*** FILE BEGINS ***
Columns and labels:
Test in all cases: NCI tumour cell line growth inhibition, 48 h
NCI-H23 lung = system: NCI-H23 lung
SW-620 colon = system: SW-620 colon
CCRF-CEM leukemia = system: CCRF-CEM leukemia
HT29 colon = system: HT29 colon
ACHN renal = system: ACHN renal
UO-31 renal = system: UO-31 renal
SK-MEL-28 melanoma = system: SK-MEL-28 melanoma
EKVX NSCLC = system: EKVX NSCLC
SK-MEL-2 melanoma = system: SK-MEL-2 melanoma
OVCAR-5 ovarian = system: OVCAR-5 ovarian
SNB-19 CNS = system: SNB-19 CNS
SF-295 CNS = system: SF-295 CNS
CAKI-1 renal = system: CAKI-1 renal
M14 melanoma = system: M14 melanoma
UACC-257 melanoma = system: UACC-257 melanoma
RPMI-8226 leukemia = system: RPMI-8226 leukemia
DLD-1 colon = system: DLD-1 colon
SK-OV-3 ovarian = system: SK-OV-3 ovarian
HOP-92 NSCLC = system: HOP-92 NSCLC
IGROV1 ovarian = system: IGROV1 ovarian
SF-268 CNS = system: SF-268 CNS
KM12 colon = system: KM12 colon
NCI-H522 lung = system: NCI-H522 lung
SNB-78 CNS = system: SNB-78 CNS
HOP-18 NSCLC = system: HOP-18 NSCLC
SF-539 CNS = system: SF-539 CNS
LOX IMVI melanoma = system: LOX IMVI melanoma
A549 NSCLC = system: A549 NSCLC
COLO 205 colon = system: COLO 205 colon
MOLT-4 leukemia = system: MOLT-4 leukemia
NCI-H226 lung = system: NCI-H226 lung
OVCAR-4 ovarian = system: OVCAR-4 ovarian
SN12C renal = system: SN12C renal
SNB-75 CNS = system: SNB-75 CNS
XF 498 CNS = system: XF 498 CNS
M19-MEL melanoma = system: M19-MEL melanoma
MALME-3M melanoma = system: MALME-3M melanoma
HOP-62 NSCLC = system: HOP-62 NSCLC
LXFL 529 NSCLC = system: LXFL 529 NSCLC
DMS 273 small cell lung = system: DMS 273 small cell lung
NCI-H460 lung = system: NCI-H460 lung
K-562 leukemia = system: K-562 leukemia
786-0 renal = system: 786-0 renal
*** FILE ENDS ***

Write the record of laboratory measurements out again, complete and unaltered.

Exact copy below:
Columns and labels:
Test in all cases: NCI tumour cell line growth inhibition, 48 h
NCI-H23 lung = system: NCI-H23 lung
SW-620 colon = system: SW-620 colon
CCRF-CEM leukemia = system: CCRF-CEM leukemia
HT29 colon = system: HT29 colon
ACHN renal = system: ACHN renal
UO-31 renal = system: UO-31 renal
SK-MEL-28 melanoma = system: SK-MEL-28 melanoma
EKVX NSCLC = system: EKVX NSCLC
SK-MEL-2 melanoma = system: SK-MEL-2 melanoma
OVCAR-5 ovarian = system: OVCAR-5 ovarian
SNB-19 CNS = system: SNB-19 CNS
SF-295 CNS = system: SF-295 CNS
CAKI-1 renal = system: CAKI-1 renal
M14 melanoma = system: M14 melanoma
UACC-257 melanoma = system: UACC-257 melanoma
RPMI-8226 leukemia = system: RPMI-8226 leukemia
DLD-1 colon = system: DLD-1 colon
SK-OV-3 ovarian = system: SK-OV-3 ovarian
HOP-92 NSCLC = system: HOP-92 NSCLC
IGROV1 ovarian = system: IGROV1 ovarian
SF-268 CNS = system: SF-268 CNS
KM12 colon = system: KM12 colon
NCI-H522 lung = system: NCI-H522 lung
SNB-78 CNS = system: SNB-78 CNS
HOP-18 NSCLC = system: HOP-18 NSCLC
SF-539 CNS = system: SF-539 CNS
LOX IMVI melanoma = system: LOX IMVI melanoma
A549 NSCLC = system: A549 NSCLC
COLO 205 colon = system: COLO 205 colon
MOLT-4 leukemia = system: MOLT-4 leukemia
NCI-H226 lung = system: NCI-H226 lung
OVCAR-4 ovarian = system: OVCAR-4 ovarian
SN12C renal = system: SN12C renal
SNB-75 CNS = system: SNB-75 CNS
XF 498 CNS = system: XF 498 CNS
M19-MEL melanoma = system: M19-MEL melanoma
MALME-3M melanoma = system: MALME-3M melanoma
HOP-62 NSCLC = system: HOP-62 NSCLC
LXFL 529 NSCLC = system: LXFL 529 NSCLC
DMS 273 small cell lung = system: DMS 273 small cell lung
NCI-H460 lung = system: NCI-H460 lung
K-562 leukemia = system: K-562 leukemia
786-0 renal = system: 786-0 renal